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Black US Project - What's in a name?

AeroFranz

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I was wondering if anyone knew how 'black' project names are assigned.
For example, "Senior crown", "senior peg", "Have Blue", "Have Lemon", "compass cope", "compass arrow", "compass dwell"...etc., do these names actually mean something, or is it just pairing of random words?
Is there a guy at the Pentagon whose sole task is to open the Webster dictionary at a random page and pick two words?
 

XP67_Moonbat

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Well, see it starts with a team of highly trained monkeys, a blindfold, some darts,vodka, and a dartboard. No not really. I could tell you, but then I'd have to........ ;)
 

Just call me Ray

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Just a guess:

"Have" typically indicates a special mission or function, like "Have Low" and whatnot. Kind of a general designation.

"Senior" seems to indicate specifically a reconnaissance or stealth program.

And guided weapons seem to get a "Pave" prefix.

The suffix part seems to be entirely random, though sometimes the word pairing may be chosen to make sense from the context of the words alone or even as an in-joke: "Senior Year," "Senior Citizen" or "Senior Peg," "Have Lemon" etc.
 

Abraham Gubler

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Andreas Parsch of designation-systems.net of course has an exhaustive source on code names:

http://www.designation-systems.net/usmilav/codenames.html
 

AeroFranz

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Of course. i should have thought that if anyone had a page up on this it would be Andreas. :)
Thanks for the link.
 

LowObservable

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I wonder whether these will change now that these two-word combinations are so easily found via Google. If you really wanted to keep a program secret these days you would give it the codename HOT MILF.
 

sferrin

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LowObservable said:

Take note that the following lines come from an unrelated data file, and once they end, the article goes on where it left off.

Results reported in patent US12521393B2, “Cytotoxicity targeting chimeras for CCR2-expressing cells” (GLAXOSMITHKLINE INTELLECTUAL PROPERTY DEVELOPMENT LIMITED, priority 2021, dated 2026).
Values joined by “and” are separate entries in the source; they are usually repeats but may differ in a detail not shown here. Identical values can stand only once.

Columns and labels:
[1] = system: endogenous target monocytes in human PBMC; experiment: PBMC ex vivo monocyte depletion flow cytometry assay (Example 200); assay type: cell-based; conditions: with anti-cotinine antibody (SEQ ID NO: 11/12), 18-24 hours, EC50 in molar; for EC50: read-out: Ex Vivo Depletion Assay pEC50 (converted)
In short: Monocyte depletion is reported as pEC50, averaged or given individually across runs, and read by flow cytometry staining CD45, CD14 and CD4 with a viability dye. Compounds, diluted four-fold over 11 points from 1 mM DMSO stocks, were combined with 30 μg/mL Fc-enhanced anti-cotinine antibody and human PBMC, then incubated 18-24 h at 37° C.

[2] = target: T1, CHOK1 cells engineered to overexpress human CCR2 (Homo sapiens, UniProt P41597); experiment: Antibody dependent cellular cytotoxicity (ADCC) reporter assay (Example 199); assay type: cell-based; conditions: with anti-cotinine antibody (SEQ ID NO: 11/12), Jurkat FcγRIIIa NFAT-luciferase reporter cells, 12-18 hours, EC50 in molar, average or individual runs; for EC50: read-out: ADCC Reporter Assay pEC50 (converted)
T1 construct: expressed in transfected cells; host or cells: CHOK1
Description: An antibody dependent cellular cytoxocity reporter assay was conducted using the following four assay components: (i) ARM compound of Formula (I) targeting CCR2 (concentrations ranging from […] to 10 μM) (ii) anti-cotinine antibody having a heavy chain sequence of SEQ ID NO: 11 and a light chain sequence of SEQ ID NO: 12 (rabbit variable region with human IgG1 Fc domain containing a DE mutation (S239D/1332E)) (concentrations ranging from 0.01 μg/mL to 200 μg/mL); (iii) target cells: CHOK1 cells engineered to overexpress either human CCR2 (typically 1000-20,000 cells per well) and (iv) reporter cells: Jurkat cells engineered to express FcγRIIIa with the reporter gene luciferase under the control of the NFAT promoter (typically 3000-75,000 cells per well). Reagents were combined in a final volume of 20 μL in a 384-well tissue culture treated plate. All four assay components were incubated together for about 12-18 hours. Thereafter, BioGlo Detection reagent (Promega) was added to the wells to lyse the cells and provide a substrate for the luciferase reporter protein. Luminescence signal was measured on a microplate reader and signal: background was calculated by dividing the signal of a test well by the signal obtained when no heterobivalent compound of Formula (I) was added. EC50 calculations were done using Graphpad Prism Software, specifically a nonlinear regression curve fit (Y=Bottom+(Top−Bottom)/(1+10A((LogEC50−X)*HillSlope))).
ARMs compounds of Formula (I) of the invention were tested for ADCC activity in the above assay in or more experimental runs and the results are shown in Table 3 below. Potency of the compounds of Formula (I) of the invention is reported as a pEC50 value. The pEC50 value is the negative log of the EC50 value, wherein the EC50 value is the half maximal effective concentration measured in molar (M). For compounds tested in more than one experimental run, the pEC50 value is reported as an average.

I wonder whether these will change now that these two-word combinations are so easily found via Google. If you really wanted to keep a program secret these days you would give it the codename HOT MILF.

ROFL!
 

Kiltonge

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HAVE BLADDER ( 2005 )

The HAVE BLADDER Test Management Project (TMP) was conducted by the USAF Test Pilot
School as part of a NASA study of UAV endurance enhancement using dynamic soaring
maneuvers. HAVE BLADDER determined L-23 Super Blanik stability derivates that will be
used in follow-on efforts to define dynamic soaring maneuvers and required atmospheric
conditions.

www.dtic.mil/cgi-bin/GetTRDoc?AD=ADA469903
 

Rickshaw

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UK codewords are drawn from a computer generated random list of names. US codewords are often chosen by the inaugurater of the project, as I understand it.
 

Kiltonge

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Kadija_Man said:
US codewords are often chosen by the inaugurater of the project, as I understand it.

I believe that's correct and recently they've tended to be acronyms or even direct references to the project goals. I suppose after a while it becomes quite tiresome to pick a unique and opaque project name which is where the British system has an advantage ( just ask a computer ).

Examples of acronyms:

Have Bat: Boundary Avoidance Tracking
Have Halo: Huron Airborne Link Optimization
Have Murdoc: Multi-Use Rate Disturbance Observer Controller
Have Stav: Supersonic Tailless Air Vehicle

Project self-reference:

Have Prevent: Research into how to prevent Pilot Induced Oscillations
Have Derivatives: Aircraft stability derivative calculation
 

Gridlock

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While it's slightly OT I'd like to point out that a lot of the GCHQ projects revealed by Snowden were named after items in the game 'Worms' - so no computer there, just geeks my age.
 

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